Fame and Misfortune Are Clinton’s Legacy

Back in the days when George Bush-remember him?-was flailing about in search of his missing vision-thing, columnist George Will caustically

Back in the days when George Bush-remember him?-was flailing about in search of his missing vision-thing, columnist George Will caustically noted that two sorts of people are attracted to politics: Those who wish to do something, and those who wish to be somebody. Mr. Will seemed to suggest that Mr. Bush fit into the latter category, an understandable assessment, given the former President’s inability to explain what he wanted to do, exactly, with the power that had been placed in his hands.

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Of course, all of that was before Bill Clinton transformed the office of the leader of the free world into a bachelor pad for the country’s First Celebrity. When he was challenging Mr. Bush for possession of the White House, Mr. Clinton wanted us to believe that he was interested in reading test scores. In fact, as we now know, he actually was looking for a cool place to score chicks. Once installed in the Oval Office, he surrounded himself with all sorts of baby-boomer policy wonks and studious types. This invited images of the sons and daughters of the best and brightest sitting around and doing all the exciting things that the best and brightest generally do-identifying and solving the problems of people with mere public-school educations, preaching the values of elite institutions of higher learning, and so on. All the while, however, Mr. Clinton was planning sleepovers in the homes of those thoughtful folks known as movie moguls, whose company better suits this President’s real interests.

So Bill Clinton ran for President to be somebody, not to do something. He was not the first, and he surely will not be the last. But it is hard to imagine anyone being more successful at it. Recall, if you have the stomach for it, Tina Brown’s assessment of the President, delivered in what turned out to be her waning months at The New Yorker . Her panting portrait of political fame-“a man in a dinner jacket with more heat than any star in the room”-was the sort of thing that would embarrass a serious person. But, as Ms. Brown shrewdly realized, it is exactly the sort of notice Mr. Clinton deserves. She wrote nothing of the beneficial effects of, say, the earned income tax credit (a Ronald Reagan innovation that the Clinton Administration has put to good use). She saw no need to mention the White House’s peace-brokering in Haiti or Ireland. Fame was all that mattered to Ms. Brown. She and her subject were well matched.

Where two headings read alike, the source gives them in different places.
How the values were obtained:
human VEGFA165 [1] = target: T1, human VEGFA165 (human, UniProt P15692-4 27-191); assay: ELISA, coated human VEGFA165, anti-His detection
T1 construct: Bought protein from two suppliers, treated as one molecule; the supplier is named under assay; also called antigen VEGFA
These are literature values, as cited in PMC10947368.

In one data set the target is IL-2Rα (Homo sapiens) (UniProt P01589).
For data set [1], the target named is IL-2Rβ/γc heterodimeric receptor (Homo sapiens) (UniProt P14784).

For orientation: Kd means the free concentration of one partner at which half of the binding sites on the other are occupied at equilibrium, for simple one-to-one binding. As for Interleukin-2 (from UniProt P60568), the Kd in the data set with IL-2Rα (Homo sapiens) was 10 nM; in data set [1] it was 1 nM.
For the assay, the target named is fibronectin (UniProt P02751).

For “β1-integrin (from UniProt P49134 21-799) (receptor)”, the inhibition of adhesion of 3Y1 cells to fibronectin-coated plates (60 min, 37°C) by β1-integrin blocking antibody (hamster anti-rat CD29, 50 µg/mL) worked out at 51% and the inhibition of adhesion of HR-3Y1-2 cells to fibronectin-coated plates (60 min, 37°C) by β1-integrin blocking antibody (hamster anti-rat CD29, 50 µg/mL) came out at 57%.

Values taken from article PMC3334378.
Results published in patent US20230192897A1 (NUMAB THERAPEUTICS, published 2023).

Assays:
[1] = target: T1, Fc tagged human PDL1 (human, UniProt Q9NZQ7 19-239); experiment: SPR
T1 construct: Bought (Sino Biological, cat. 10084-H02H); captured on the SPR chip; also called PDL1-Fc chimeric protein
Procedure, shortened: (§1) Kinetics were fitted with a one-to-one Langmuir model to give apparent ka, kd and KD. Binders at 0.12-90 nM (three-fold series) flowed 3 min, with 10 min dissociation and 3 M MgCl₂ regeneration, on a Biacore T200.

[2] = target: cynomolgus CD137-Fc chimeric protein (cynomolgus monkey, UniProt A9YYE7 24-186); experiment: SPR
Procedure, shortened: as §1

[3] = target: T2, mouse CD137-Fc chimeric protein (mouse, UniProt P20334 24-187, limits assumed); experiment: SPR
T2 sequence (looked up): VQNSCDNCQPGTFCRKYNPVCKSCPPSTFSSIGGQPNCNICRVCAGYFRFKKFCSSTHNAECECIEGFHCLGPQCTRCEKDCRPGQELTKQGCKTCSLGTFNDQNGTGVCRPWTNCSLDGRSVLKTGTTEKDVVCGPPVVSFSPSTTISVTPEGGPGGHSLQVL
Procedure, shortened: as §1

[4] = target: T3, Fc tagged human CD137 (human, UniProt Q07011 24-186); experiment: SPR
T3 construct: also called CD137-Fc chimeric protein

So in the end, the President is just another famous person; indeed, in the way of so many otherwise unaccomplished boldface names, he is famous simply for being famous. His place in the culture is attached to no achievement, an unfair assessment, but one he brought on himself, as it is difficult to think of him pondering affairs of state when there were others to consider. And since his fame knows no bounds, he persists, he dodges bullets that would cripple a person of lesser fame, because we live in an age when being famous means never having to say you’re sorry-except, of course, when an apology is judged to be a clever marketing tactic.

In bygone years, a President hoped for Walter Lippmann’s respect. In the Clinton Era, the President hopes to seduce (the word is used advisedly) Tina Brown. Formerly, a President had to display a working knowledge of the job and the world. Now, he must look good in a designer suit.

It is said that when Mr. Clinton leaves office he will go to work for one of those movie mogul types who understand the power of fame. (According to The New York Times , the future Clinton Presidential Library may be designed by, yes, Charles Gwathmey, the architect who designed two of Jeffrey Katzenberg’s houses and more than a few in the Hamptons. Perfect.) After the White House, there will be no wonkish university post for Bill Clinton. No putting on jeans and building homes for the homeless. No photo ops with third world children left legless by land mines. And absolutely no retiring quietly and gracefully from public life.He will spend his post-Presidency as he spent his Presidency: He will spend it by being famous, for giving us Paula Jones and her new nose and Monica Lewinsky and her blue dress.

If we are sufficiently disillusioned in a year and a half (a crash or recession would speed the process along), we very likely will choose for our new President in 2000 a candidate whose marriage is flawless and whose career can withstand minute inspection. In other words, an anti-Clinton, in the way that Jimmy Carter was an anti-Nixon.

With any luck, that unstained contender also will have the self-confidence to be content with his or her place in life. A candidate, in other words, who already is somebody, and who will spend four or eight years doing something other than using the Presidency as a springboard for something really cool. Like making movies, man.

Fame and Misfortune Are Clinton’s Legacy